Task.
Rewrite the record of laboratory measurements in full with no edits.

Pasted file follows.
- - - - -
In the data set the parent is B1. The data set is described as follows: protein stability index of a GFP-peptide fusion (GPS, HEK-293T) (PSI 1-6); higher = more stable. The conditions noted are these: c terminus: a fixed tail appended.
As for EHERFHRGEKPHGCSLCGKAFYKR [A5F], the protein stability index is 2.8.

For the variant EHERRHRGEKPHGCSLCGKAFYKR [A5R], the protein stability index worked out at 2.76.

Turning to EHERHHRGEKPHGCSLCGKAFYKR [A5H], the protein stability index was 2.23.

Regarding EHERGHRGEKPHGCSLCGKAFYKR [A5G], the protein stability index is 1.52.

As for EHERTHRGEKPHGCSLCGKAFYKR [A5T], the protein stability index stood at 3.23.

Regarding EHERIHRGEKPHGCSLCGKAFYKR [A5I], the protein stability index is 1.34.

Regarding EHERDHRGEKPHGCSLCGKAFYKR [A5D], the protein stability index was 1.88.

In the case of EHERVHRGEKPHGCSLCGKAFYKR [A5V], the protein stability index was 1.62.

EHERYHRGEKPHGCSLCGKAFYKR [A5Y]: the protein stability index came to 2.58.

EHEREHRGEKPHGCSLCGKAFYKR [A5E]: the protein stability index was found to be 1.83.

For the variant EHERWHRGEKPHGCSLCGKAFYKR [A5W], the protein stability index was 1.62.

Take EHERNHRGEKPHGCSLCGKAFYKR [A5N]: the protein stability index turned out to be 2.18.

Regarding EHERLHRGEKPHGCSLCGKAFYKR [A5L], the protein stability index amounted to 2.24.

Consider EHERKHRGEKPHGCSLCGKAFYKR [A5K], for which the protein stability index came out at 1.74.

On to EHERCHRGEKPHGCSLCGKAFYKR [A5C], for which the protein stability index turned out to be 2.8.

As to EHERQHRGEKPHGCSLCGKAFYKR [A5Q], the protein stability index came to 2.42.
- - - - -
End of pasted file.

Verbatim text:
In the data set the parent is B1. The data set is described as follows: protein stability index of a GFP-peptide fusion (GPS, HEK-293T) (PSI 1-6); higher = more stable. The conditions noted are these: c terminus: a fixed tail appended.
As for EHERFHRGEKPHGCSLCGKAFYKR [A5F], the protein stability index is 2.8.

For the variant EHERRHRGEKPHGCSLCGKAFYKR [A5R], the protein stability index worked out at 2.76.

Turning to EHERHHRGEKPHGCSLCGKAFYKR [A5H], the protein stability index was 2.23.

Regarding EHERGHRGEKPHGCSLCGKAFYKR [A5G], the protein stability index is 1.52.

As for EHERTHRGEKPHGCSLCGKAFYKR [A5T], the protein stability index stood at 3.23.

Regarding EHERIHRGEKPHGCSLCGKAFYKR [A5I], the protein stability index is 1.34.

Regarding EHERDHRGEKPHGCSLCGKAFYKR [A5D], the protein stability index was 1.88.

In the case of EHERVHRGEKPHGCSLCGKAFYKR [A5V], the protein stability index was 1.62.

EHERYHRGEKPHGCSLCGKAFYKR [A5Y]: the protein stability index came to 2.58.

EHEREHRGEKPHGCSLCGKAFYKR [A5E]: the protein stability index was found to be 1.83.

For the variant EHERWHRGEKPHGCSLCGKAFYKR [A5W], the protein stability index was 1.62.

Take EHERNHRGEKPHGCSLCGKAFYKR [A5N]: the protein stability index turned out to be 2.18.

Regarding EHERLHRGEKPHGCSLCGKAFYKR [A5L], the protein stability index amounted to 2.24.

Consider EHERKHRGEKPHGCSLCGKAFYKR [A5K], for which the protein stability index came out at 1.74.

On to EHERCHRGEKPHGCSLCGKAFYKR [A5C], for which the protein stability index turned out to be 2.8.

As to EHERQHRGEKPHGCSLCGKAFYKR [A5Q], the protein stability index came to 2.42.